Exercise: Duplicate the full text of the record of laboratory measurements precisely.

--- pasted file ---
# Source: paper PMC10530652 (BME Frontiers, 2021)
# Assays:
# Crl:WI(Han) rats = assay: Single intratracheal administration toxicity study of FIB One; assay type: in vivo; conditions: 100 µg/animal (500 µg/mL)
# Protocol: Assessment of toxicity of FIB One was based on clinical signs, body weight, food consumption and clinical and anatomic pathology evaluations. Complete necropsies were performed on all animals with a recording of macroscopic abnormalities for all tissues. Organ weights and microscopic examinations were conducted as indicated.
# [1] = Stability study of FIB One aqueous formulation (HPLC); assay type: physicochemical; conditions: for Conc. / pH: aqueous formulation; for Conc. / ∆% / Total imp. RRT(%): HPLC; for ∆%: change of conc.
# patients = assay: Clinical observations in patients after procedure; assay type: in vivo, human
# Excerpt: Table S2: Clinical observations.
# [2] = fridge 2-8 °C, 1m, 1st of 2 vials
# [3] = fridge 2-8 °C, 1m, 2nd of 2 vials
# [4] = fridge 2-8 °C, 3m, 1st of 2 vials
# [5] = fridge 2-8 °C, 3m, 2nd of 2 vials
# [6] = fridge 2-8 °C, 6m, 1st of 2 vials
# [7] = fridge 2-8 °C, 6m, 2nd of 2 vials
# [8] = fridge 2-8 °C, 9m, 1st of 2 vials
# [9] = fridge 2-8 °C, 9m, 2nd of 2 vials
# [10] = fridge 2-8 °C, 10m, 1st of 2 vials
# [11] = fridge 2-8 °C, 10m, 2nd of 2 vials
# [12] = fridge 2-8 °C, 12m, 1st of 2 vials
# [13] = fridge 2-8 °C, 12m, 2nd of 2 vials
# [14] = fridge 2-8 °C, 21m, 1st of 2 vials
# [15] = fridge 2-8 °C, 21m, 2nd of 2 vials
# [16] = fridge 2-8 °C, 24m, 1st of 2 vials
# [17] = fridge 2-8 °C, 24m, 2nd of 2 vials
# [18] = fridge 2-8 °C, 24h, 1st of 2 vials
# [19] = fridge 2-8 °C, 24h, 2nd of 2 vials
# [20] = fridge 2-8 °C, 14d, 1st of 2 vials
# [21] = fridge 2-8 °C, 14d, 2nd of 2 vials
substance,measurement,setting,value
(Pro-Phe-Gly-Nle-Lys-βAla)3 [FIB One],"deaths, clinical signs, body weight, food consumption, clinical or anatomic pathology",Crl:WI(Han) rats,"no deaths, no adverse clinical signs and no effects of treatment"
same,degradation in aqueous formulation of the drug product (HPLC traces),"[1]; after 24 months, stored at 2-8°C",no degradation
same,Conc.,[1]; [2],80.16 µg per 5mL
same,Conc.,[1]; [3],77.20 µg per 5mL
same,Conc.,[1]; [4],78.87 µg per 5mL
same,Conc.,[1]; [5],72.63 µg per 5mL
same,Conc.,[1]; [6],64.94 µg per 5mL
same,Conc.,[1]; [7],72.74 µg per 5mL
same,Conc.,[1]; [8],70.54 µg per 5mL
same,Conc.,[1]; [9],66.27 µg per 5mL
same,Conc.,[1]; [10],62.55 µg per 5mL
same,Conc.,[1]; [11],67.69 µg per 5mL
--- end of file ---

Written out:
# Source: paper PMC10530652 (BME Frontiers, 2021)
# Assays:
# Crl:WI(Han) rats = assay: Single intratracheal administration toxicity study of FIB One; assay type: in vivo; conditions: 100 µg/animal (500 µg/mL)
# Protocol: Assessment of toxicity of FIB One was based on clinical signs, body weight, food consumption and clinical and anatomic pathology evaluations. Complete necropsies were performed on all animals with a recording of macroscopic abnormalities for all tissues. Organ weights and microscopic examinations were conducted as indicated.
# [1] = Stability study of FIB One aqueous formulation (HPLC); assay type: physicochemical; conditions: for Conc. / pH: aqueous formulation; for Conc. / ∆% / Total imp. RRT(%): HPLC; for ∆%: change of conc.
# patients = assay: Clinical observations in patients after procedure; assay type: in vivo, human
# Excerpt: Table S2: Clinical observations.
# [2] = fridge 2-8 °C, 1m, 1st of 2 vials
# [3] = fridge 2-8 °C, 1m, 2nd of 2 vials
# [4] = fridge 2-8 °C, 3m, 1st of 2 vials
# [5] = fridge 2-8 °C, 3m, 2nd of 2 vials
# [6] = fridge 2-8 °C, 6m, 1st of 2 vials
# [7] = fridge 2-8 °C, 6m, 2nd of 2 vials
# [8] = fridge 2-8 °C, 9m, 1st of 2 vials
# [9] = fridge 2-8 °C, 9m, 2nd of 2 vials
# [10] = fridge 2-8 °C, 10m, 1st of 2 vials
# [11] = fridge 2-8 °C, 10m, 2nd of 2 vials
# [12] = fridge 2-8 °C, 12m, 1st of 2 vials
# [13] = fridge 2-8 °C, 12m, 2nd of 2 vials
# [14] = fridge 2-8 °C, 21m, 1st of 2 vials
# [15] = fridge 2-8 °C, 21m, 2nd of 2 vials
# [16] = fridge 2-8 °C, 24m, 1st of 2 vials
# [17] = fridge 2-8 °C, 24m, 2nd of 2 vials
# [18] = fridge 2-8 °C, 24h, 1st of 2 vials
# [19] = fridge 2-8 °C, 24h, 2nd of 2 vials
# [20] = fridge 2-8 °C, 14d, 1st of 2 vials
# [21] = fridge 2-8 °C, 14d, 2nd of 2 vials
substance,measurement,setting,value
(Pro-Phe-Gly-Nle-Lys-βAla)3 [FIB One],"deaths, clinical signs, body weight, food consumption, clinical or anatomic pathology",Crl:WI(Han) rats,"no deaths, no adverse clinical signs and no effects of treatment"
same,degradation in aqueous formulation of the drug product (HPLC traces),"[1]; after 24 months, stored at 2-8°C",no degradation
same,Conc.,[1]; [2],80.16 µg per 5mL
same,Conc.,[1]; [3],77.20 µg per 5mL
same,Conc.,[1]; [4],78.87 µg per 5mL
same,Conc.,[1]; [5],72.63 µg per 5mL
same,Conc.,[1]; [6],64.94 µg per 5mL
same,Conc.,[1]; [7],72.74 µg per 5mL
same,Conc.,[1]; [8],70.54 µg per 5mL
same,Conc.,[1]; [9],66.27 µg per 5mL
same,Conc.,[1]; [10],62.55 µg per 5mL
same,Conc.,[1]; [11],67.69 µg per 5mL